"As the 40 percent increase in downloads over the last year makes alarmingly clear, like it or not file sharing is likely to (continue) on a massive scale no matter how many suits are brought and what the fine print of copyright or criminal law says," Eisgrau said. "Second, putting a tiny percentage of tens of millions of American file sharers behind bars or in the poorhouse won't put one new dime in the deserving pockets of artists and other copyright owners."

    In my original post I suggest moving to an "alternative compensation system" where there is forced liscensing. The labels MUST allow music to be traded. The file downloads are then tracked and the artists paid according to how often one of their files is traded. This new method is being seriously discussed by leading copyright attorneys at Harvard and Stanford Law.

    Putting more people into jail is not the answer. Using the US Congress as the RIAA's personal police force is wrong. :(
     
  17. LethalWolfe macrumors G3

    LethalWolfe

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    #17

    My biggest question in regards to forced licensing is, is there an accurate way to track files?


    Lethal
     
  18. mcfudd thread starter macrumors member

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    #18
    ACS

    You will want to read this from the lips of the pros themselves ... follow this link to Harvard Law School's Digital Media Project.

    In my humble (and RIAA hating) opinion, this is the best answer.

    We get all the music we can download, the artists get paid. :D
     
  19. KingSleaze macrumors 6502

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    #19
    Copywrite is NOT built into the Constitution.
    Do we want to send rapists and murderers to jail? (a bit exteme for an example, I realize but just trying to make the point-lawbreakers)
    So, if they are taken to trial and fined (court costs and damages), might this not pay the artists the monies due AND deter the illegal activity?
    I don't want them in jail. I don't want to be made to support them for their wrongdoing. And yes, trying to get Congress to enact more laws is wrong. The RIAA needs to act on their own to enforce current laws if they have a problem with what is going on.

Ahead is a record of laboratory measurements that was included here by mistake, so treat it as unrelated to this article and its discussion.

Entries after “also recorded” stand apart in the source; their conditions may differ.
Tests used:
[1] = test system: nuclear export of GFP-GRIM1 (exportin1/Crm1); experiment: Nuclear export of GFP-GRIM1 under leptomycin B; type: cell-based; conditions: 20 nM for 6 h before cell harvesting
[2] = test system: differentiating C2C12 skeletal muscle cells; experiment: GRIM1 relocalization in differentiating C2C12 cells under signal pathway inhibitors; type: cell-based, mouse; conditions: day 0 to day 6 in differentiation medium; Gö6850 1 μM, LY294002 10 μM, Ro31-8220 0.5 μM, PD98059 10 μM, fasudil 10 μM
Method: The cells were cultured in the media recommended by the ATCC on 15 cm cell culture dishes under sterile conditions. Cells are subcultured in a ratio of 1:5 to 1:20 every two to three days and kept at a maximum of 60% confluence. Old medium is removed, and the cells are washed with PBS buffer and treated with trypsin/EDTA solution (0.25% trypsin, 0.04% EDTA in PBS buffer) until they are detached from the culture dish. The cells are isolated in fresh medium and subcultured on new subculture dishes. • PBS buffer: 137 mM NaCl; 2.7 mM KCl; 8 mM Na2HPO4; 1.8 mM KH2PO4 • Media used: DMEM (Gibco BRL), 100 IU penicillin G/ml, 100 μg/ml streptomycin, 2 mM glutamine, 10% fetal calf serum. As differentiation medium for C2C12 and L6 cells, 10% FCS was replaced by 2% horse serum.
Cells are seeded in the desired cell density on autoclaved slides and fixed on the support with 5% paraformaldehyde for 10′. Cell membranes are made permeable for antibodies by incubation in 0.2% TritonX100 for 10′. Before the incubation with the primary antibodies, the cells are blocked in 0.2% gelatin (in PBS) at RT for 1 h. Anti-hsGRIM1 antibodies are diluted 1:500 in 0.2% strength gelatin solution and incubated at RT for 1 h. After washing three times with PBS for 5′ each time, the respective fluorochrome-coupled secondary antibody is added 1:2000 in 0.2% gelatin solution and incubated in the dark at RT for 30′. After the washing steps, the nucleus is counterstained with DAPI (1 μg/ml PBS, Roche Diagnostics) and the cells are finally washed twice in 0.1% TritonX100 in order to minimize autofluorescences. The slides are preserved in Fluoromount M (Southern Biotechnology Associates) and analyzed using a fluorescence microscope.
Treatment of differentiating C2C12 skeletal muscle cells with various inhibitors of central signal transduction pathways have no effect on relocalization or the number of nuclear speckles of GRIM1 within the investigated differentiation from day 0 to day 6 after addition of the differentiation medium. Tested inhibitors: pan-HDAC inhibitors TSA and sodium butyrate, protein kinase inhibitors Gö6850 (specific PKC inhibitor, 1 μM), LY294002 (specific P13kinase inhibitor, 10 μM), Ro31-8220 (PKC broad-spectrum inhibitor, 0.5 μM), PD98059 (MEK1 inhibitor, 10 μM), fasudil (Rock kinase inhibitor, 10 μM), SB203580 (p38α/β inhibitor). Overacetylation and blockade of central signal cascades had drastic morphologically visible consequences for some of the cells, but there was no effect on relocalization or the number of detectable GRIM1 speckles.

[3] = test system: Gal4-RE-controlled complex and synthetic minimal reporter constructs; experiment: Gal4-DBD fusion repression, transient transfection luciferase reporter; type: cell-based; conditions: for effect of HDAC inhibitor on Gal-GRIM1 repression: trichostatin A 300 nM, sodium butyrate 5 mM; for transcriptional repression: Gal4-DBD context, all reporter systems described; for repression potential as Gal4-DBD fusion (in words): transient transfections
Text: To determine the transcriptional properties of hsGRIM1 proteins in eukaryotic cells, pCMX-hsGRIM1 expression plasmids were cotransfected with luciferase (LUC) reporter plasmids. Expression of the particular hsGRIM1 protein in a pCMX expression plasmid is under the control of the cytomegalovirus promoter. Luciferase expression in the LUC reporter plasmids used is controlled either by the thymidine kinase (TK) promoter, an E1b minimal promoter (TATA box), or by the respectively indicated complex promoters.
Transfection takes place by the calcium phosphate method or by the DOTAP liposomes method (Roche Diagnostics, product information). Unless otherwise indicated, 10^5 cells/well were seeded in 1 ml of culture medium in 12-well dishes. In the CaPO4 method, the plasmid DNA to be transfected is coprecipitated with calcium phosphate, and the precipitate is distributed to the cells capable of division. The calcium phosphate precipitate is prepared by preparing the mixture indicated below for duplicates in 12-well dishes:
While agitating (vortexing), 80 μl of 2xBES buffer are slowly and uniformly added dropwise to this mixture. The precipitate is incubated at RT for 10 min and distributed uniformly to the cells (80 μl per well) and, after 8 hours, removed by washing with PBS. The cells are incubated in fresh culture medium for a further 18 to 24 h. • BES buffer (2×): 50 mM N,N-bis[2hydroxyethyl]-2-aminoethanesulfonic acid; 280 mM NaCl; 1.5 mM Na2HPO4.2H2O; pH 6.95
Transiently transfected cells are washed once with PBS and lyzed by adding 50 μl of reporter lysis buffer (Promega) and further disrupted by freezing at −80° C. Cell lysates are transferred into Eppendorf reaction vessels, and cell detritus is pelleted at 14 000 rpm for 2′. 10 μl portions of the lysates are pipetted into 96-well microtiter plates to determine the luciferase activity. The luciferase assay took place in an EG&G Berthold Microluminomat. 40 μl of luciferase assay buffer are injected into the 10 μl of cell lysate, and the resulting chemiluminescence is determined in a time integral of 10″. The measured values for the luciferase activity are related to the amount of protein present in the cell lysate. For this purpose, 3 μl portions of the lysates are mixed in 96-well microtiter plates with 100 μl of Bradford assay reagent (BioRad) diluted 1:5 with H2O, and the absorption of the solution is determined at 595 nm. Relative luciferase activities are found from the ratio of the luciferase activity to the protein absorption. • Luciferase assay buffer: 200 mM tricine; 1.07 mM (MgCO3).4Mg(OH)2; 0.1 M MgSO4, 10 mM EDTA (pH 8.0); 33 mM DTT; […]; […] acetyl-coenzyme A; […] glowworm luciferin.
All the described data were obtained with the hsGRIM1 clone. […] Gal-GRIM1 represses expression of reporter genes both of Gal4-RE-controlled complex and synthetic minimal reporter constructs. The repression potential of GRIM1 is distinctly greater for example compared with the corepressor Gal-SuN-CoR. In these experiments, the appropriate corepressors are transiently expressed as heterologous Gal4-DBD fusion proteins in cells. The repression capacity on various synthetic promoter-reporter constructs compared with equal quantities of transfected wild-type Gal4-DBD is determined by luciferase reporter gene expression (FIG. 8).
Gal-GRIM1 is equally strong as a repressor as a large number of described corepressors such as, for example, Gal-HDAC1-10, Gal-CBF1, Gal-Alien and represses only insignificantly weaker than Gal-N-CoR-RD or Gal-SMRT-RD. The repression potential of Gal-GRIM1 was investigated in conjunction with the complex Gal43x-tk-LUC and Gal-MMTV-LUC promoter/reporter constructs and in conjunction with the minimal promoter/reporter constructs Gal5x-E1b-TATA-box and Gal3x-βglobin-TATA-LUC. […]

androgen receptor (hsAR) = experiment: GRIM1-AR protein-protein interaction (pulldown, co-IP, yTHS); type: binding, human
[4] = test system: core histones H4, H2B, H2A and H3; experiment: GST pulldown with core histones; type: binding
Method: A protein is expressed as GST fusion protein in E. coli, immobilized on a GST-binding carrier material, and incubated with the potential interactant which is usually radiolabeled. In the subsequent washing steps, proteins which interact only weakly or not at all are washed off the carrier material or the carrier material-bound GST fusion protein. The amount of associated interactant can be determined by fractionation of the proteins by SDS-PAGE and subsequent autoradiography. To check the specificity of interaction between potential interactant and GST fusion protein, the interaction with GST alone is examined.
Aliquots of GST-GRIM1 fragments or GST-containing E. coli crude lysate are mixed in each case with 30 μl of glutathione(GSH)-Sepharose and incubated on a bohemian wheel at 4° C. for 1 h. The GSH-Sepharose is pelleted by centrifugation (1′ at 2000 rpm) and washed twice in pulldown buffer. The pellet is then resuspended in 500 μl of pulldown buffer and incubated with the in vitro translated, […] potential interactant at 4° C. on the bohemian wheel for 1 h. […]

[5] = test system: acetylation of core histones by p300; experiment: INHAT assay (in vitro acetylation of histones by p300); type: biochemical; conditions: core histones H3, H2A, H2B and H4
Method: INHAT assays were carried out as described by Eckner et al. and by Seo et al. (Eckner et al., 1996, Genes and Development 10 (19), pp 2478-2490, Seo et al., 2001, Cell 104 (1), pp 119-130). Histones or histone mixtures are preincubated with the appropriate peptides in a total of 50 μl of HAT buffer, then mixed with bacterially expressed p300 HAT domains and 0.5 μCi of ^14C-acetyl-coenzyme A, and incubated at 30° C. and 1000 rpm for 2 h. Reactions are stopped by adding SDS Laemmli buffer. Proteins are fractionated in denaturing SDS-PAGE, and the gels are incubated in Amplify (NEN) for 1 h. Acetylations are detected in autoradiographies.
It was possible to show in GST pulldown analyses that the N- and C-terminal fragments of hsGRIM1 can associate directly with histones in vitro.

20. mcfudd thread starter macrumors member

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    #20
    copyright in us constitution

    I am afraid you have lost all credibility by stating this. (You also might want to use a spell checker.)

    Please read Article 1, Section 8 of the U.S. Constitution:

    To promote the progress of science and useful arts, by securing for limited times to authors and inventors the exclusive right to their respective writings and discoveries;

    This is where all U.S. copyright law springs from. :p
     
  21. Counterfit macrumors G3

    Counterfit

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    #21
    *cough* ahem :D
     
  22. mcfudd thread starter macrumors member

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    #22
    point

    I am one of the people who purchase music from iTunes (almost 300 tracks to date), but I am also one of the people who think what is happening with copyright (courtesy of the RIAA and the sell-outs in Congress) is WRONG.

    Copyright law was never intended to protect a cartel or oligopoly from having to enter the world of free market competition. But, laws are being rewritten as we speak to do just this.

    I want the artists to get paid. I just think there is a better way than funneling all of the money through an illegal music distribution CARTEL. This is the crux of the issue. :)
     
  23. applebum macrumors 6502

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    #23
    So even though I don't use P2P, and only use iTunes, I now will have to pay more for my CDR's, my internet connection, my iPod. QCassidy - as per our conversation in another thread - may I point out how your downloading for free has now hurt me. I now have to pay more to cover those who were unwilling to pay anything before. If this is agreeable to the P2P traders, why don't they just sign up for one of the subscription music services? If they attach this tax to the internet connection, then you basically have a subscription service. You pay an extra $5 per month and get to download all the music you want. If I wanted a subscription service, I wouldn't use iTunes.
     
  24. Mantat macrumors 6502a

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    #24
    Taxing everyone who uses the internet is a bad solution, not everyone is downloading pirated MP3, also, it would legitimate download and even worst: over time, they will ask to increase this taxe.

    Also, this is not going to compensate the other 'artist': game developpers, programmers, etc...Who lose much more from P2P...
     
  25. mcfudd thread starter macrumors member

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    #25
    ACS

    The ACS model would be very bad for iTunes. Instead of paying $.99 per song -- which adds up --- you pay $5 monthly for unlimited music.

    This is not a subscription service. The music does not become locked or unavailable once you stop paying. It just makes sure that the files being traded are tracked and the artists compensated.

    This could also be extended to apply to movies, games, etc.

    As for your argument that you don't download music so why should you pay the tax. Well, you pay for roads even if you do not own a car. You pay for schools even if you are not a student. This is just one of those things that will be silently rolled into broadband internet access fees. Too bad for those who don't take advantage of it.